That means he is not recommending the number of 15,000 hits per day. 15,000 was just a random number that he made up.
There is no possible explanation for this except that one person skimming the report noticed the number and then everyone else in the media saw that somewhere and decided to make a huge deal about it without actually bothering to read the report. Ironically, this is exactly the kind of low journalistic standards that Finkelstein identifies as a problem in a report that has been — unsurprisingly — blown completely out of proportion. I guess the press don’t have the attention-span to read through 334 pages anymore.
What is particularly ironic is that Media Watch also made the same error — aren’t they supposed to be the ones picking things like this up?
There has been a lot of what looks like sensationalism/paranoia surrounding the Finkelstein report on the media in Australia, so I have decided to read it myself. I will write on this when I have seen more, but I did want to highlight something early on.
Firstly, Bob Brown’s call for a media inquiry (my bold):
…but the leader of the Greens, Senator Brown, called for a general inquiry into the newspaper industry. He suggested that the inquiry should canvass whether:
· publishers should be licensed
· a ‘fit and proper person’ test should be applied
· there should be limits on foreign ownership of the press
· the newspaper industry is too concentrated
· there is a need for independent regulation of the press
A few pages later, Finkelstein summarises how the idea of a free press came to the British Common Law (and therefore Australian Law) (my bold):
The newly-invented printing press came to England in 1476. It brought about a sweeping change in communication possibilities. There was now a means, which could be employed by many, of carrying speech far and wide. It did not take long for the state to exercise strict control ‘over the printing, publication and importation of books’ in the interests of the state’s ‘peace and security. As early as 1484, monopolies were granted to publishers to print particular books. Then, in 1534, it became an offence to purchase a book published abroad. This was followed by proclamations against seditious and heretical books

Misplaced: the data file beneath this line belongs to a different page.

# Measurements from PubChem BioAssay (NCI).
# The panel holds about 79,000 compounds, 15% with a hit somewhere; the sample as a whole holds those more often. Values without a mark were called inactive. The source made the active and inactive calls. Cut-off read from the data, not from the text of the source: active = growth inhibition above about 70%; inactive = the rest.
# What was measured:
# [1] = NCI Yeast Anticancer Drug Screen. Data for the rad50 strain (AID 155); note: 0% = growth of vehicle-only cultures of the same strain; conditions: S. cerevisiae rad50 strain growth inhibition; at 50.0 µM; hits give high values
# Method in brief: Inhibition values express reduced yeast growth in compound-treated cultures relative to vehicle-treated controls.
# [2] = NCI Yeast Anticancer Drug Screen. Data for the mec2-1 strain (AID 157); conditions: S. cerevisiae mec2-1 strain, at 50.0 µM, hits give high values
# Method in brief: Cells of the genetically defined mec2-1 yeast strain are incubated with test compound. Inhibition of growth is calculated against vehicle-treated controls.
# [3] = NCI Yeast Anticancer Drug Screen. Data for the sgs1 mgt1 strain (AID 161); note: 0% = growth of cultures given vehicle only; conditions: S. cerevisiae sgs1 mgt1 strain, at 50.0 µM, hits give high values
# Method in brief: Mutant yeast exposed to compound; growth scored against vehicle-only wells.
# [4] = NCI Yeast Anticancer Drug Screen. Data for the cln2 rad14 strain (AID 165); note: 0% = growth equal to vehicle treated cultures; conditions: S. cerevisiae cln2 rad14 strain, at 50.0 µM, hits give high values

2.9 In 1586 the Star Chamber issued a decree prohibiting all printing other than by licensed stationers. …
2.10 …The 1662 Printing Act was the last attempt to regulate printing by statute. The Act established a licensing system. The licensor was required to certify that his work was not ‘contrary to the Christian faith … or against the state or government’.
2.11 By the early 1690s advances in technology had significantly reduced the cost of printing and it was no longer practicable for the state to keep printing under control.
2.12 …The 1662 Act was allowed to lapse in 1694.
As a small point, Australia still bans the importation of foreign books to a large extent (or at least, this was reintroduced somewhere down the line).
More importantly, Bob Brown is trying to bring back the idea of licensing press outlets in order to quell criticism of the Government – an idea that our legal tradition got rid of more than 300 years ago. This is supposed to be progressive? I can’t think of many things more regressive.
The term “Orwellian” seems to be attached to anything vaguely misleading these days, but I genuinely believe that it can be applied to Labor MP Matt Thistlethwaite’s defence of the Fair Work Act (FWA) – Labor’s industrial relations legislation that was introduced to replace the Howard government’s Work Choices policy and came into full effect in mid-2010.